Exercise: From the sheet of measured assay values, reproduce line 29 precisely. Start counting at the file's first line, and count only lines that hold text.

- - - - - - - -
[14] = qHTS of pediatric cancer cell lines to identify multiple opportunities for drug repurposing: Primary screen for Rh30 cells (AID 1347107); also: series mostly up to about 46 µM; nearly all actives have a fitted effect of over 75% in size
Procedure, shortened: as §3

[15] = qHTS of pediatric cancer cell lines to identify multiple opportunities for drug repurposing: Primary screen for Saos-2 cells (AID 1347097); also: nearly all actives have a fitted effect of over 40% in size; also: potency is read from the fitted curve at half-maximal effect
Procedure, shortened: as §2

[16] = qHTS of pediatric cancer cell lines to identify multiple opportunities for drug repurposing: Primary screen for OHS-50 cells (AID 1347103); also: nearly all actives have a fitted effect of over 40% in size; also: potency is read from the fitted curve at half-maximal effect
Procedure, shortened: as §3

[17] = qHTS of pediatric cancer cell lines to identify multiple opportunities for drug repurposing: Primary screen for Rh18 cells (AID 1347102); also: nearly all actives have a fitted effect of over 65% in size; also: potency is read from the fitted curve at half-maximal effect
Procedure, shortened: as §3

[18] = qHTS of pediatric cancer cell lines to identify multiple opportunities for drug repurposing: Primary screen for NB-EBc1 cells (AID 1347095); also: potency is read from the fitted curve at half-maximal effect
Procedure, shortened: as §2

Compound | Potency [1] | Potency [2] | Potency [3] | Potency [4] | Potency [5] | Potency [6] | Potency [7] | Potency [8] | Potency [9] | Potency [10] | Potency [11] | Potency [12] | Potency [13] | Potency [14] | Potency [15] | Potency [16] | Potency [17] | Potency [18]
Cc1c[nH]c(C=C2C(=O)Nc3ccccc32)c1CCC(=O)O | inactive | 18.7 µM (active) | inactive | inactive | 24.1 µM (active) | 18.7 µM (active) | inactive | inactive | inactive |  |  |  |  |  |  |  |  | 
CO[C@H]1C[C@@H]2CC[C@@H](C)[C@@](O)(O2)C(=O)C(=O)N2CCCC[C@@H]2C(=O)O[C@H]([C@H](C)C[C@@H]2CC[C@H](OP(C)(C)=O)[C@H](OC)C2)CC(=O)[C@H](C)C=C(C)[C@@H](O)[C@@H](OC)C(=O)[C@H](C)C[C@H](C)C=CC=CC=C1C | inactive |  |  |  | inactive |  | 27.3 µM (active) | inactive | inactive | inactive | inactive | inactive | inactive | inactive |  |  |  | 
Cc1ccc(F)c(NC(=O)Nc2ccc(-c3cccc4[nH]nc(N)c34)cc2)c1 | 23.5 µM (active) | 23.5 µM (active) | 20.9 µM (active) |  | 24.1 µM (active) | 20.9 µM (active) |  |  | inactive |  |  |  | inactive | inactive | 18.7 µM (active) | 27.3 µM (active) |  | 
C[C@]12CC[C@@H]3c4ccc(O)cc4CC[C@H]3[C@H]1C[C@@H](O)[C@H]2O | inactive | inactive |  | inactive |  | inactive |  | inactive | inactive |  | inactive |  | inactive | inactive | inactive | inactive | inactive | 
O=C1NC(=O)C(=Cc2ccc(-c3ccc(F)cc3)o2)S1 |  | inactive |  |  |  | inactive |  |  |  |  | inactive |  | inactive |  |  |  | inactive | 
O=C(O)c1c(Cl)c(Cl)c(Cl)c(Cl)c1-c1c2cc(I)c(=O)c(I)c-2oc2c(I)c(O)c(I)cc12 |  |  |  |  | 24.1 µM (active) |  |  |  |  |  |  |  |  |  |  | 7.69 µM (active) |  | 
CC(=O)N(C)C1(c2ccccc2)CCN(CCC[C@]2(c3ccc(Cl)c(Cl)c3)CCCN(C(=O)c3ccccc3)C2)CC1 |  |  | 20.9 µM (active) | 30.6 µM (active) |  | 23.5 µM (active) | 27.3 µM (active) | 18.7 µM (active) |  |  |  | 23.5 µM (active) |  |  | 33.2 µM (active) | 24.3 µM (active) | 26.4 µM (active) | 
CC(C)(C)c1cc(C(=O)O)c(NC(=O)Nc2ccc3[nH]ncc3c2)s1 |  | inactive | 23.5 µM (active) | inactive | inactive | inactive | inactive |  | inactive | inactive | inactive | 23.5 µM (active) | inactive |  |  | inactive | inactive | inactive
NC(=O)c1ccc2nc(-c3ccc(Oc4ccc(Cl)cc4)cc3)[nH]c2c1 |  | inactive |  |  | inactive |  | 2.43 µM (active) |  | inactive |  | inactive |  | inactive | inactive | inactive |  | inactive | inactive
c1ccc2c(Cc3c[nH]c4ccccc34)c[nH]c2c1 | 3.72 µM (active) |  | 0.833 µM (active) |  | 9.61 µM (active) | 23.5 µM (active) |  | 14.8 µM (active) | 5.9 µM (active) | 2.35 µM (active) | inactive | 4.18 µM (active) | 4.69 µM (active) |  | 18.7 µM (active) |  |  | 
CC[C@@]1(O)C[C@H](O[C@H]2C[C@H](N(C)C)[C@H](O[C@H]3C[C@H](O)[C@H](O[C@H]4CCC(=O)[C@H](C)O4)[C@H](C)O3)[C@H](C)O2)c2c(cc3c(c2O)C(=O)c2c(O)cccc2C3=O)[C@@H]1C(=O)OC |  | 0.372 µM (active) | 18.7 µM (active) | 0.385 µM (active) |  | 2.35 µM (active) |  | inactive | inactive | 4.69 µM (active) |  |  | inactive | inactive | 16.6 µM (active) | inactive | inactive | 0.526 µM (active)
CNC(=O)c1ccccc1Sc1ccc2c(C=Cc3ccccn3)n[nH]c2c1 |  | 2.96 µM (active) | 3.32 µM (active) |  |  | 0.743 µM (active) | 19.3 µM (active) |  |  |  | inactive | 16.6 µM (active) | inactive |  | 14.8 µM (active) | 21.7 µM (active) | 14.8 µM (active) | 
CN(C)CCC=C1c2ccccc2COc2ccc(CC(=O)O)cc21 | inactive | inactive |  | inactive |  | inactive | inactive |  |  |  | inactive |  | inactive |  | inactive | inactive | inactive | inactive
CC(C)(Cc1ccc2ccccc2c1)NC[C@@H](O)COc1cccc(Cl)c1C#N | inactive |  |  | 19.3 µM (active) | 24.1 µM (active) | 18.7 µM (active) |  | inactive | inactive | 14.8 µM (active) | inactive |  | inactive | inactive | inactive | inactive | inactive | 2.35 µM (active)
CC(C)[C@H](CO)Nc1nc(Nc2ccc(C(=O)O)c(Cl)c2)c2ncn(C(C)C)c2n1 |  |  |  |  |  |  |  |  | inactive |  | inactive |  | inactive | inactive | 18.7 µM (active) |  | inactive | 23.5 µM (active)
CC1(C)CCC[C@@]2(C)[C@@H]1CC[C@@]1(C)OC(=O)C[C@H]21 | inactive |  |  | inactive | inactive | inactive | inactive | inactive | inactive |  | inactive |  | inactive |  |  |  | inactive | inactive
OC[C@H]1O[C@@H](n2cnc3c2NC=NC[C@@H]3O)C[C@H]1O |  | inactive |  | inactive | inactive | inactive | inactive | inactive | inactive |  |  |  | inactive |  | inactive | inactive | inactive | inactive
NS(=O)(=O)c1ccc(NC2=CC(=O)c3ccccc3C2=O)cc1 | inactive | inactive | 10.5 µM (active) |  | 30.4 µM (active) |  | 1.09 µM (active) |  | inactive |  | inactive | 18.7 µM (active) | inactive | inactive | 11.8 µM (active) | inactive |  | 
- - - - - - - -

NS(=O)(=O)c1ccc(NC2=CC(=O)c3ccccc3C2=O)cc1 | inactive | inactive | 10.5 µM (active) |  | 30.4 µM (active) |  | 1.09 µM (active) |  | inactive |  | inactive | 18.7 µM (active) | inactive | inactive | 11.8 µM (active) | inactive |  | 